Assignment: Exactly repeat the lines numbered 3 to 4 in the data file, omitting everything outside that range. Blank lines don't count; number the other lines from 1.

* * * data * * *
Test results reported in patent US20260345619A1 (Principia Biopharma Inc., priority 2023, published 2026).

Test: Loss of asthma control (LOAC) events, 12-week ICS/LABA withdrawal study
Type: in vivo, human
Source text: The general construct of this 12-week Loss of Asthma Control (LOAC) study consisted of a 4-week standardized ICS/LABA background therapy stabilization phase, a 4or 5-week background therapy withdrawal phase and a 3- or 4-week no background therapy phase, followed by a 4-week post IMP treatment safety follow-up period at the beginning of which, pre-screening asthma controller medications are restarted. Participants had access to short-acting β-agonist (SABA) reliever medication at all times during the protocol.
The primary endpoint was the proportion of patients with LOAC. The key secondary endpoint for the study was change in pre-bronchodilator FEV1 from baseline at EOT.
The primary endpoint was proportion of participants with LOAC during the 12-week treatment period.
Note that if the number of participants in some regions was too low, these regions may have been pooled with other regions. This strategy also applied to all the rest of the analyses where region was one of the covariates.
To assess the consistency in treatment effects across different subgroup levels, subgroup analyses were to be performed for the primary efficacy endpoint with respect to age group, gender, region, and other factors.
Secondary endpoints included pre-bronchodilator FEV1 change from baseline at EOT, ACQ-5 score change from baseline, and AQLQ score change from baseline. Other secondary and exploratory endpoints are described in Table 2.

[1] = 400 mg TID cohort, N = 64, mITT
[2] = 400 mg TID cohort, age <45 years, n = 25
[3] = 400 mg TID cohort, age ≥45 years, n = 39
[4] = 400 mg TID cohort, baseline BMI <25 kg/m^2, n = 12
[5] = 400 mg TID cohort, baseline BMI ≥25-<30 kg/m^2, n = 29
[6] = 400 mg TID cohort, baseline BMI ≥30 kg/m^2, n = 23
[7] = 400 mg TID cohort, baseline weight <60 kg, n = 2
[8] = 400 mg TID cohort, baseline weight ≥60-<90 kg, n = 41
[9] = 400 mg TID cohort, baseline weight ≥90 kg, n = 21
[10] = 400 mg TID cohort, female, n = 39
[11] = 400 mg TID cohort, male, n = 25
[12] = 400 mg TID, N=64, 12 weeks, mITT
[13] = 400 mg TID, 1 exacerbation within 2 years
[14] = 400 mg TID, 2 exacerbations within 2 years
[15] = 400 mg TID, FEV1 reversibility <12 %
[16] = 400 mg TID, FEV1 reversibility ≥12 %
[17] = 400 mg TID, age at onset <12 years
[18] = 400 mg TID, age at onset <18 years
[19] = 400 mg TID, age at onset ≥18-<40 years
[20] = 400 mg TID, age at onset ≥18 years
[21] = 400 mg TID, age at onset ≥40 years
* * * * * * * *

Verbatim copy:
Type: in vivo, human
Source text: The general construct of this 12-week Loss of Asthma Control (LOAC) study consisted of a 4-week standardized ICS/LABA background therapy stabilization phase, a 4or 5-week background therapy withdrawal phase and a 3- or 4-week no background therapy phase, followed by a 4-week post IMP treatment safety follow-up period at the beginning of which, pre-screening asthma controller medications are restarted. Participants had access to short-acting β-agonist (SABA) reliever medication at all times during the protocol.